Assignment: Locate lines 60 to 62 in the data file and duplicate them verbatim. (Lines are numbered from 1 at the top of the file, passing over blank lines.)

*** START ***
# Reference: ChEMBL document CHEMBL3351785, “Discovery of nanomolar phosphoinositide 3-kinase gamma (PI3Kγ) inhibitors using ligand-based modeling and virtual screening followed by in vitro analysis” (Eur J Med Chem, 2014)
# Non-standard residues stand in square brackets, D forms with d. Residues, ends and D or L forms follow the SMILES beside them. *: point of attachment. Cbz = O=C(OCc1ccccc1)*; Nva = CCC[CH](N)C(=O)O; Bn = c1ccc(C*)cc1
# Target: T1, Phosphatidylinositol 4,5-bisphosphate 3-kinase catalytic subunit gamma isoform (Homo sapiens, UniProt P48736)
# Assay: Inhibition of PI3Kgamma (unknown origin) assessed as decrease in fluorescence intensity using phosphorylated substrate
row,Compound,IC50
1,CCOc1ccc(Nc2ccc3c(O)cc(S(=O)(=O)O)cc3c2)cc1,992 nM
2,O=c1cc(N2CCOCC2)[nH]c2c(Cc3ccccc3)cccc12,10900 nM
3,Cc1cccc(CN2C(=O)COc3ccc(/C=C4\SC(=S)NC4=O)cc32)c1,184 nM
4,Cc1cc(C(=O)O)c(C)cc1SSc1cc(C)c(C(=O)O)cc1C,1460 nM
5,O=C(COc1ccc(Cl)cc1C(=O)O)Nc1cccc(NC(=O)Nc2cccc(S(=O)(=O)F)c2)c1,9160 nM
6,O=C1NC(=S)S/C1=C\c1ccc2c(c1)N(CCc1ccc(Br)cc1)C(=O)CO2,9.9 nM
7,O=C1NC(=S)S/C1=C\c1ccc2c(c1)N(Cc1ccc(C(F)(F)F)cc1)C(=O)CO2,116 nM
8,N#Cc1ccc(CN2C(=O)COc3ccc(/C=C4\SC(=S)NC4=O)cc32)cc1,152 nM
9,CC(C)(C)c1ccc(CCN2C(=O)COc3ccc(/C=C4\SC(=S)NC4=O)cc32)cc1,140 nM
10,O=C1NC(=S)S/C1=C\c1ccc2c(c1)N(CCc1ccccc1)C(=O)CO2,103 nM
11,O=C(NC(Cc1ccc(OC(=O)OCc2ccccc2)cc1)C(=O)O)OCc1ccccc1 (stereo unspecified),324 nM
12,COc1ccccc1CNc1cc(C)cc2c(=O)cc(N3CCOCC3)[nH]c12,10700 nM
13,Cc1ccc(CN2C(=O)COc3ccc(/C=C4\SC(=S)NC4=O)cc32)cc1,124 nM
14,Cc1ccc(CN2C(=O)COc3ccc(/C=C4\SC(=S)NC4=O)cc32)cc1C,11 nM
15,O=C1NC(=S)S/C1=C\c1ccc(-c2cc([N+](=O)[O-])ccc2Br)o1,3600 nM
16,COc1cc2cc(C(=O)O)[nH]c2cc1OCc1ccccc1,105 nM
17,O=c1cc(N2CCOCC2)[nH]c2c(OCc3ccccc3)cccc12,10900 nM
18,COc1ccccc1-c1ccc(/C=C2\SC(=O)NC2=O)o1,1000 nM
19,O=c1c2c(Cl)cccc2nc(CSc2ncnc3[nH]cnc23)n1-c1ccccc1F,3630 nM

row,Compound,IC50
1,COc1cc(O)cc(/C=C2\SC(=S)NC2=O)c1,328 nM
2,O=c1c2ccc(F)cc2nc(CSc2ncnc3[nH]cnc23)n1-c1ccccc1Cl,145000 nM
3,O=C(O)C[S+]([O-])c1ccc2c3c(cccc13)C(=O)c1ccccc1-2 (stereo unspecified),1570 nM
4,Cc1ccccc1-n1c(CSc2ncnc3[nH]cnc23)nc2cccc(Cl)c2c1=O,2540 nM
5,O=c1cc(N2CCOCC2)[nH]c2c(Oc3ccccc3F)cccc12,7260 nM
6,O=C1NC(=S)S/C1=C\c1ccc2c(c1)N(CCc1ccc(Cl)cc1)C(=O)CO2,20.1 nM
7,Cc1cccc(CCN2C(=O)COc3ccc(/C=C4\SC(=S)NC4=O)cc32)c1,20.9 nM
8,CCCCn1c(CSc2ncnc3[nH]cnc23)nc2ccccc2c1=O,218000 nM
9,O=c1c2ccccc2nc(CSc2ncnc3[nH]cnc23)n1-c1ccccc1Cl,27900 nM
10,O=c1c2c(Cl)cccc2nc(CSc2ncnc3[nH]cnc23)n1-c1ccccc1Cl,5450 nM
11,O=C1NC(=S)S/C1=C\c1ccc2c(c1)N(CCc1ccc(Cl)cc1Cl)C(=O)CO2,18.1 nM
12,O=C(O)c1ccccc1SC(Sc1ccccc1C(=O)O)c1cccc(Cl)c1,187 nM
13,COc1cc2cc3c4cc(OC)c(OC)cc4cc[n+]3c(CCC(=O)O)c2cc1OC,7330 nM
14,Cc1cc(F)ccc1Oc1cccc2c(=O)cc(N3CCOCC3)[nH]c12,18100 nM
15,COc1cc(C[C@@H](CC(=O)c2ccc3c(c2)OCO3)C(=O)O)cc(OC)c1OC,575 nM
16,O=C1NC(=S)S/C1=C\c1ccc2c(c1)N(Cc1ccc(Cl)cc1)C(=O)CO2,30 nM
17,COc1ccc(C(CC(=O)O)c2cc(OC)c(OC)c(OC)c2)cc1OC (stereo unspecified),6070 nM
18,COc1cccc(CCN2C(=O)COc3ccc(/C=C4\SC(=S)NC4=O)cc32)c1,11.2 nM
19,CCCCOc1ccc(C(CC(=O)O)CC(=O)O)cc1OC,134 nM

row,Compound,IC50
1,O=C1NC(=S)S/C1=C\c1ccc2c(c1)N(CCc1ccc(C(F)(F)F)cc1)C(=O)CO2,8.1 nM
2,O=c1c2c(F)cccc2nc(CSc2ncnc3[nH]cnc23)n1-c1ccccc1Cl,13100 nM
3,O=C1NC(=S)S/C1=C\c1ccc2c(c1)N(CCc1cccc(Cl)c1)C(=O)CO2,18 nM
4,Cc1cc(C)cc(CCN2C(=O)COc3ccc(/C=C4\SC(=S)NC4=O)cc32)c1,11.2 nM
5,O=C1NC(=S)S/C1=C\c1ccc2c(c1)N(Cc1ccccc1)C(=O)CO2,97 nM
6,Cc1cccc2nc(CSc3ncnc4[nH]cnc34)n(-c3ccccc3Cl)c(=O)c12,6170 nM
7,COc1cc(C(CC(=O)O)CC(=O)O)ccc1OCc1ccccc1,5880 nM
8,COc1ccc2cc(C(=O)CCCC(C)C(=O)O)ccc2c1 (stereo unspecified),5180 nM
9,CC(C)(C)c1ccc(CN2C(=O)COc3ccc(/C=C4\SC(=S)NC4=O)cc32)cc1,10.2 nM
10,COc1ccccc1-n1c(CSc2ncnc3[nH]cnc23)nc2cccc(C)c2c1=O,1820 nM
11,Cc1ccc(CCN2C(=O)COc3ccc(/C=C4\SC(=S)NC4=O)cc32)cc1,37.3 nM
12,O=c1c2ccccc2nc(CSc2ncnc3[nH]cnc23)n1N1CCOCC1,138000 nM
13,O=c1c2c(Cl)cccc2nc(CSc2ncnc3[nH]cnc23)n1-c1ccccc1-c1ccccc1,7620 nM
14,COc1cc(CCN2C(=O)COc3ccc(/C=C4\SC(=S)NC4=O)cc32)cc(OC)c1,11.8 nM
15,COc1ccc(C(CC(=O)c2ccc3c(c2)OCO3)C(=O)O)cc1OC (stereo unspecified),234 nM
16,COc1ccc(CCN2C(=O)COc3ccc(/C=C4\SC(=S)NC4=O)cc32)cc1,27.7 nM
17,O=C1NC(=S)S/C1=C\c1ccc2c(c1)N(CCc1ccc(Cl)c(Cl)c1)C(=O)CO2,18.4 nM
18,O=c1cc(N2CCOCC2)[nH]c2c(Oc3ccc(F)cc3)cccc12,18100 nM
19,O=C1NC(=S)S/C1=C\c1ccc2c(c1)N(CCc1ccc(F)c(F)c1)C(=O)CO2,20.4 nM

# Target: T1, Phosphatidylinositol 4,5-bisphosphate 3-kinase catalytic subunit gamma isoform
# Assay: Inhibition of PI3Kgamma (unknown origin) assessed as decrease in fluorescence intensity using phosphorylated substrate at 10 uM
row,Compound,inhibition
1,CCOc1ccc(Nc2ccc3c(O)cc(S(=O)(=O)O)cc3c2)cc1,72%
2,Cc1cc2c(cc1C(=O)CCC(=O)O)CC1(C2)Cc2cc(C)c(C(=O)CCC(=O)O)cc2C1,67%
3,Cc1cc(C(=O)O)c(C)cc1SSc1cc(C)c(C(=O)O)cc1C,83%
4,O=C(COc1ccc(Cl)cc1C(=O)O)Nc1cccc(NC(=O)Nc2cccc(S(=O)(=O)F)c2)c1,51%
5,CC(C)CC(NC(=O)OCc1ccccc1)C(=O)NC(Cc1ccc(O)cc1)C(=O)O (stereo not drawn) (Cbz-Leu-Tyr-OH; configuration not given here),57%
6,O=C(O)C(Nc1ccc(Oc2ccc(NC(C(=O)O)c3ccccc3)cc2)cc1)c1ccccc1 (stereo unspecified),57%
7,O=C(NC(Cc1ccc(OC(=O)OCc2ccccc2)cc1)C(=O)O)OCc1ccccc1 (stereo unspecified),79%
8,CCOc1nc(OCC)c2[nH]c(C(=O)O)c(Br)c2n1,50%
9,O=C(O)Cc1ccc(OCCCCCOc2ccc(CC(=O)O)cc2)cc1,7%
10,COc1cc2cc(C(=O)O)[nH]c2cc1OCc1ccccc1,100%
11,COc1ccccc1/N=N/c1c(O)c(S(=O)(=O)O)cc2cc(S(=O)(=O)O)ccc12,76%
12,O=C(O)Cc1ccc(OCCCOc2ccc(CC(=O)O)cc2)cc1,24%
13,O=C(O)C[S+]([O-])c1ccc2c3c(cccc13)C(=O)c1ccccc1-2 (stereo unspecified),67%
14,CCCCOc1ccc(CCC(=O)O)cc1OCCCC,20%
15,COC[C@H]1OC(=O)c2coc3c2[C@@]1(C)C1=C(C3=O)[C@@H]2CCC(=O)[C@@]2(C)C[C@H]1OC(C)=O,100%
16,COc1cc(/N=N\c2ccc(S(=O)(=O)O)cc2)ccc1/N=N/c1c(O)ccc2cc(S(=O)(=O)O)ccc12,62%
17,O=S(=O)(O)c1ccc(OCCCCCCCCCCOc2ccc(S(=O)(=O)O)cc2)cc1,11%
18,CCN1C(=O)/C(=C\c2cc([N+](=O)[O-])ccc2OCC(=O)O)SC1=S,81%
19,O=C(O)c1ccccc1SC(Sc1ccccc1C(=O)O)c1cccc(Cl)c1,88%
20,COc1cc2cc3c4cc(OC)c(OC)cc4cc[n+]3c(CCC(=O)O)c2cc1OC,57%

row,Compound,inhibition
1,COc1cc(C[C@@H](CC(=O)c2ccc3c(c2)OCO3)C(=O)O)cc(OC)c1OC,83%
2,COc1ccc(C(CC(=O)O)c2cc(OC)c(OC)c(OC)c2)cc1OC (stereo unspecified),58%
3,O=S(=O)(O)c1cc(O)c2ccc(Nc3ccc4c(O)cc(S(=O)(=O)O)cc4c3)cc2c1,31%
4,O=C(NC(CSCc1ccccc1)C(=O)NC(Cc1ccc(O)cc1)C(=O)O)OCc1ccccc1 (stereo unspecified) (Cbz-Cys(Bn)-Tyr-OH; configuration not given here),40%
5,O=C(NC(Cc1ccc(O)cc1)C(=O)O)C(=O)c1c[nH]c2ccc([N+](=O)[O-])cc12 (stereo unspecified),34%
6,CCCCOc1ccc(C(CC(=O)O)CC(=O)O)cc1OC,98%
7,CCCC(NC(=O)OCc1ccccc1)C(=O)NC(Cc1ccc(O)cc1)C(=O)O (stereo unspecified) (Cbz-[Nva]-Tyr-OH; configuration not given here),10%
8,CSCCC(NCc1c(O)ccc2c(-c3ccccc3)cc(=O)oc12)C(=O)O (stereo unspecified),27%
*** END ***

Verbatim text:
15,COc1ccc(C(CC(=O)c2ccc3c(c2)OCO3)C(=O)O)cc1OC (stereo unspecified),234 nM
16,COc1ccc(CCN2C(=O)COc3ccc(/C=C4\SC(=S)NC4=O)cc32)cc1,27.7 nM
17,O=C1NC(=S)S/C1=C\c1ccc2c(c1)N(CCc1ccc(Cl)c(Cl)c1)C(=O)CO2,18.4 nM